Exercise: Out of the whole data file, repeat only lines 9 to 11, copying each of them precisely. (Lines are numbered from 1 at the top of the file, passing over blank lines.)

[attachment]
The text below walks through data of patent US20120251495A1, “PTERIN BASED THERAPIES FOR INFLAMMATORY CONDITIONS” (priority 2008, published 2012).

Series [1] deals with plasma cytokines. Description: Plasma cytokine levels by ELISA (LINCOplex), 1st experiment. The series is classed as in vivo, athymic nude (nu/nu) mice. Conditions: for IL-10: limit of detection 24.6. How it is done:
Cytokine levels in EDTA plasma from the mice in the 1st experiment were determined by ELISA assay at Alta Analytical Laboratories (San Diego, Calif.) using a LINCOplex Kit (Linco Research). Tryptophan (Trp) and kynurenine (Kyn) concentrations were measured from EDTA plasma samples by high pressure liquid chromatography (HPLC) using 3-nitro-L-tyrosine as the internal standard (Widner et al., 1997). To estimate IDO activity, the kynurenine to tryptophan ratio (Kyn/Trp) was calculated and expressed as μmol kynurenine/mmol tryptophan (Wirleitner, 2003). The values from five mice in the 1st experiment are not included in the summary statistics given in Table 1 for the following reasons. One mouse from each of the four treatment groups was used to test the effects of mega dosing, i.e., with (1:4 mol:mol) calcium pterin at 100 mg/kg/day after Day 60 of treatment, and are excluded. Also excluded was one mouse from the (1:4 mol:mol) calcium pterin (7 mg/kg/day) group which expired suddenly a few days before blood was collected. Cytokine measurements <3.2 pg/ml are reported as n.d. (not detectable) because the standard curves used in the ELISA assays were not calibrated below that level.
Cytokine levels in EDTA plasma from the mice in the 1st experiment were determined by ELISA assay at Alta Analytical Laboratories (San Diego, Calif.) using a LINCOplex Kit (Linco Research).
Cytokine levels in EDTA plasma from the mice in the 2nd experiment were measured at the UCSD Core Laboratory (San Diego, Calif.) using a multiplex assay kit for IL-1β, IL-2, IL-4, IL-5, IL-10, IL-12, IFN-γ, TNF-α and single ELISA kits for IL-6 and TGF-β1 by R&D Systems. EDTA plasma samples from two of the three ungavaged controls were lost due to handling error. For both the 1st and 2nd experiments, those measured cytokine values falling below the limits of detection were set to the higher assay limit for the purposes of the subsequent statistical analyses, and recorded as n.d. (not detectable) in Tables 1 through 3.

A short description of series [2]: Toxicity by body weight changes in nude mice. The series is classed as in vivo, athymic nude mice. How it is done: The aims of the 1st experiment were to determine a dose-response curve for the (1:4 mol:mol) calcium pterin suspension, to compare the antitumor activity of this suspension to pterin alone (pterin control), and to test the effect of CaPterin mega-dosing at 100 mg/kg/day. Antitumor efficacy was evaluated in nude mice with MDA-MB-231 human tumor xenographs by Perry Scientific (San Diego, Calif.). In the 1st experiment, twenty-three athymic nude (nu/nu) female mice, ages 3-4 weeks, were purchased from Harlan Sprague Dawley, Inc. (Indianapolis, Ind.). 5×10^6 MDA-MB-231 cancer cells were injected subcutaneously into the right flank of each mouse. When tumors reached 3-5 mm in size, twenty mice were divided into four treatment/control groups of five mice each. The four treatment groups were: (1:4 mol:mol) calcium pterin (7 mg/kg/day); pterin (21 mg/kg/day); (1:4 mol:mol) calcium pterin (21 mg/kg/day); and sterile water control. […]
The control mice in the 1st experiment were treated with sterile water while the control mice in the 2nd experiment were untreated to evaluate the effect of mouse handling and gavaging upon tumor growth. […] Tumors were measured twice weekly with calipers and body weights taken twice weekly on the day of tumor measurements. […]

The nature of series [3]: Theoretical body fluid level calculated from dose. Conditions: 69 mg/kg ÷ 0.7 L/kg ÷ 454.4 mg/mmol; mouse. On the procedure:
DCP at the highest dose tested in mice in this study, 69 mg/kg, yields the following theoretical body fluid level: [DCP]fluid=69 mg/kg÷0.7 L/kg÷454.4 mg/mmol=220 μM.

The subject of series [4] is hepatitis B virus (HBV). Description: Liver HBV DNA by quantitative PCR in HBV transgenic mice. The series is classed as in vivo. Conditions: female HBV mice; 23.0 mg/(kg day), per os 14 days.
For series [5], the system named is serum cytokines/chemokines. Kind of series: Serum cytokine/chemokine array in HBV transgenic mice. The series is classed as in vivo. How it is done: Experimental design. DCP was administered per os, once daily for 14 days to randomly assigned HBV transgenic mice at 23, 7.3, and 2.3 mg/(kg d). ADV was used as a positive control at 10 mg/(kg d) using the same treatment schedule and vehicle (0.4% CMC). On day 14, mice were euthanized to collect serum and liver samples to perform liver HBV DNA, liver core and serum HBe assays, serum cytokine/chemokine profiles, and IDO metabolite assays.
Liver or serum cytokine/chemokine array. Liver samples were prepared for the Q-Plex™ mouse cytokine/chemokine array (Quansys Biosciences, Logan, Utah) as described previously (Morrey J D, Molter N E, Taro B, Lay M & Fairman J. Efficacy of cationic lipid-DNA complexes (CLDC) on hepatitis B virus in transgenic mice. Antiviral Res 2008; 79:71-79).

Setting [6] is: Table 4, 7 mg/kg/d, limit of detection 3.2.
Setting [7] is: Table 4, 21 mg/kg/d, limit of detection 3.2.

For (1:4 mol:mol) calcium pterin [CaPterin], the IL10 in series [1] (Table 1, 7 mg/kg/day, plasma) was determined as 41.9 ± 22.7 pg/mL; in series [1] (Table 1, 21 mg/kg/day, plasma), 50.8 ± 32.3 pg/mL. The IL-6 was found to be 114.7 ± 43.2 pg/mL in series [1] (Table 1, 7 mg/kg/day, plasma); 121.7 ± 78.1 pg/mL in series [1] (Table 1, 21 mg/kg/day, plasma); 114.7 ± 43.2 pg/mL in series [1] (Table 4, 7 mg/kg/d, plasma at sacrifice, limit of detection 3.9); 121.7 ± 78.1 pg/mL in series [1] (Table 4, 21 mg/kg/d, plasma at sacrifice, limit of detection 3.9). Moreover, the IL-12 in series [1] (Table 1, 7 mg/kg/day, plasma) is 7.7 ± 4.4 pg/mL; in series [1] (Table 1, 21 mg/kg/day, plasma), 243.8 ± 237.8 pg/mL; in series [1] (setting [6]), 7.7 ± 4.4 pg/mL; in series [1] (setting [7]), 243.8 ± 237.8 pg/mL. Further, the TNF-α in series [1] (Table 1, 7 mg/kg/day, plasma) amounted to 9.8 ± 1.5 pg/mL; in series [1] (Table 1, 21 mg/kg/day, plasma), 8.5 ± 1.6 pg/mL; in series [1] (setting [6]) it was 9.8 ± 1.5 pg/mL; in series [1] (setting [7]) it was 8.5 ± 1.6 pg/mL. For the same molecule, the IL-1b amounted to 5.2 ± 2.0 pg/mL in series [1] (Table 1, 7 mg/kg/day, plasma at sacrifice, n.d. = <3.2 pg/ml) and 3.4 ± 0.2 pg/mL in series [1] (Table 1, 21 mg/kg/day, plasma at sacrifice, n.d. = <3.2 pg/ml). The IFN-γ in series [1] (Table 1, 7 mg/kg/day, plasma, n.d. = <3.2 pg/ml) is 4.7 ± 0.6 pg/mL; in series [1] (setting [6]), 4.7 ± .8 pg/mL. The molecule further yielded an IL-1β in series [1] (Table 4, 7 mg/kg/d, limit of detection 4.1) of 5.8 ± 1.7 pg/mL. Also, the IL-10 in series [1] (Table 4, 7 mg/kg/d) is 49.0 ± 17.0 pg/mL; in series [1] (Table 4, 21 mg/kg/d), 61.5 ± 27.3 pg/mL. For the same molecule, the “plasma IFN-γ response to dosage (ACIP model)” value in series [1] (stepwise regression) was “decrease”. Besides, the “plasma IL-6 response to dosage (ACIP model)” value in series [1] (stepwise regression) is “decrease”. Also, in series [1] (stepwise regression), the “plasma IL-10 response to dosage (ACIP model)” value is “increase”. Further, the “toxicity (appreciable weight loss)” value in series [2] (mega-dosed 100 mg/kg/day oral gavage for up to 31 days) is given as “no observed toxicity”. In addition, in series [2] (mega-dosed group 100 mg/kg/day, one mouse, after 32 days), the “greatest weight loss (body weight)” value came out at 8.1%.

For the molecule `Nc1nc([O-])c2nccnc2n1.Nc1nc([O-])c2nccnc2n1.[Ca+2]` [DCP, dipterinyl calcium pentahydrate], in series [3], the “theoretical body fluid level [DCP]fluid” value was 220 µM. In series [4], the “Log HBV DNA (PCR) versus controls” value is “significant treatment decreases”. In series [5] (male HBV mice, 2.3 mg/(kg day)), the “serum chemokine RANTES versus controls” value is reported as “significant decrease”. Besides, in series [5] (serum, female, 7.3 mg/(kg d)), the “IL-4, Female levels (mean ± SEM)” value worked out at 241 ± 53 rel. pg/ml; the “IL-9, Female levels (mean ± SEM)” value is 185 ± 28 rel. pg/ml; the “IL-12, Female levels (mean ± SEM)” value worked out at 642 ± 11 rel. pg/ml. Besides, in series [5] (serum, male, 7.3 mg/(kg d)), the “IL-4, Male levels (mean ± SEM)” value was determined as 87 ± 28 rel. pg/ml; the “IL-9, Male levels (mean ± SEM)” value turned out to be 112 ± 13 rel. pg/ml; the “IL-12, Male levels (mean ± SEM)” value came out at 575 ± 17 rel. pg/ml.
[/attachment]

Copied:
DCP at the highest dose tested in mice in this study, 69 mg/kg, yields the following theoretical body fluid level: [DCP]fluid=69 mg/kg÷0.7 L/kg÷454.4 mg/mmol=220 μM.

The subject of series [4] is hepatitis B virus (HBV). Description: Liver HBV DNA by quantitative PCR in HBV transgenic mice. The series is classed as in vivo. Conditions: female HBV mice; 23.0 mg/(kg day), per os 14 days.
For series [5], the system named is serum cytokines/chemokines. Kind of series: Serum cytokine/chemokine array in HBV transgenic mice. The series is classed as in vivo. How it is done: Experimental design. DCP was administered per os, once daily for 14 days to randomly assigned HBV transgenic mice at 23, 7.3, and 2.3 mg/(kg d). ADV was used as a positive control at 10 mg/(kg d) using the same treatment schedule and vehicle (0.4% CMC). On day 14, mice were euthanized to collect serum and liver samples to perform liver HBV DNA, liver core and serum HBe assays, serum cytokine/chemokine profiles, and IDO metabolite assays.